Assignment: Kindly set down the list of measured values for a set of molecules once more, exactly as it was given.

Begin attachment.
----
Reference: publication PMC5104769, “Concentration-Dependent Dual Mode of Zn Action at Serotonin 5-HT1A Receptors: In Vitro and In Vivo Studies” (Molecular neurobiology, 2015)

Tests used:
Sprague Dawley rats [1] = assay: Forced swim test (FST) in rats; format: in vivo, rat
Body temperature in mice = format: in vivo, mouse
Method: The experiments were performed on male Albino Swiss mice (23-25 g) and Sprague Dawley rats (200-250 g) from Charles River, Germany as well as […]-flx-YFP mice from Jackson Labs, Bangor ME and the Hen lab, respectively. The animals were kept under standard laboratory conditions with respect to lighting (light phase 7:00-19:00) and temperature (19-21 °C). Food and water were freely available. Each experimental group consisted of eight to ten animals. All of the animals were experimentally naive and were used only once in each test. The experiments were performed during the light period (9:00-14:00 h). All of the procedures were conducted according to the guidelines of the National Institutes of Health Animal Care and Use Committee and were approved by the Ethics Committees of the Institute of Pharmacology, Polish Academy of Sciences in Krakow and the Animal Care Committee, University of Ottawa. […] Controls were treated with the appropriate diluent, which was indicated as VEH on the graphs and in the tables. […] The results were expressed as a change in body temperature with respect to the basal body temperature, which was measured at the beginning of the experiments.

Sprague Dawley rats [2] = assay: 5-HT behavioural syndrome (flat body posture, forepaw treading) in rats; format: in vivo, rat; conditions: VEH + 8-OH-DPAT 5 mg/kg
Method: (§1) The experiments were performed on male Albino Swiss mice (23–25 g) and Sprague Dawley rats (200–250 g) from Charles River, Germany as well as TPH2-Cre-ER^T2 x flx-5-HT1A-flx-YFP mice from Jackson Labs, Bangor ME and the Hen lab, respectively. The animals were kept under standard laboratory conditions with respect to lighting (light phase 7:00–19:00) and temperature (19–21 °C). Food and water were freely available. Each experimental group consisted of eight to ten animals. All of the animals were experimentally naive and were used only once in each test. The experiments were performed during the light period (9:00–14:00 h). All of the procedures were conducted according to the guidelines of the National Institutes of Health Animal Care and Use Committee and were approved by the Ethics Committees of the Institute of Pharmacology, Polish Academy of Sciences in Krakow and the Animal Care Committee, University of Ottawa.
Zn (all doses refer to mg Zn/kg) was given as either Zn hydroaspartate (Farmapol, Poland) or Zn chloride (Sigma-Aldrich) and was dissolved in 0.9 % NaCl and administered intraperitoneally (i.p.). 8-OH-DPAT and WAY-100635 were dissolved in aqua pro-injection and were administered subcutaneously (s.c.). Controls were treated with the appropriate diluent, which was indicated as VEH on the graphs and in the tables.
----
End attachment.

Reference: publication PMC5104769, “Concentration-Dependent Dual Mode of Zn Action at Serotonin 5-HT1A Receptors: In Vitro and In Vivo Studies” (Molecular neurobiology, 2015)

Tests used:
Sprague Dawley rats [1] = assay: Forced swim test (FST) in rats; format: in vivo, rat
Body temperature in mice = format: in vivo, mouse
Method: The experiments were performed on male Albino Swiss mice (23-25 g) and Sprague Dawley rats (200-250 g) from Charles River, Germany as well as […]-flx-YFP mice from Jackson Labs, Bangor ME and the Hen lab, respectively. The animals were kept under standard laboratory conditions with respect to lighting (light phase 7:00-19:00) and temperature (19-21 °C). Food and water were freely available. Each experimental group consisted of eight to ten animals. All of the animals were experimentally naive and were used only once in each test. The experiments were performed during the light period (9:00-14:00 h). All of the procedures were conducted according to the guidelines of the National Institutes of Health Animal Care and Use Committee and were approved by the Ethics Committees of the Institute of Pharmacology, Polish Academy of Sciences in Krakow and the Animal Care Committee, University of Ottawa. […] Controls were treated with the appropriate diluent, which was indicated as VEH on the graphs and in the tables. […] The results were expressed as a change in body temperature with respect to the basal body temperature, which was measured at the beginning of the experiments.

Sprague Dawley rats [2] = assay: 5-HT behavioural syndrome (flat body posture, forepaw treading) in rats; format: in vivo, rat; conditions: VEH + 8-OH-DPAT 5 mg/kg
Method: (§1) The experiments were performed on male Albino Swiss mice (23–25 g) and Sprague Dawley rats (200–250 g) from Charles River, Germany as well as TPH2-Cre-ER^T2 x flx-5-HT1A-flx-YFP mice from Jackson Labs, Bangor ME and the Hen lab, respectively. The animals were kept under standard laboratory conditions with respect to lighting (light phase 7:00–19:00) and temperature (19–21 °C). Food and water were freely available. Each experimental group consisted of eight to ten animals. All of the animals were experimentally naive and were used only once in each test. The experiments were performed during the light period (9:00–14:00 h). All of the procedures were conducted according to the guidelines of the National Institutes of Health Animal Care and Use Committee and were approved by the Ethics Committees of the Institute of Pharmacology, Polish Academy of Sciences in Krakow and the Animal Care Committee, University of Ottawa.
Zn (all doses refer to mg Zn/kg) was given as either Zn hydroaspartate (Farmapol, Poland) or Zn chloride (Sigma-Aldrich) and was dissolved in 0.9 % NaCl and administered intraperitoneally (i.p.). 8-OH-DPAT and WAY-100635 were dissolved in aqua pro-injection and were administered subcutaneously (s.c.). Controls were treated with the appropriate diluent, which was indicated as VEH on the graphs and in the tables.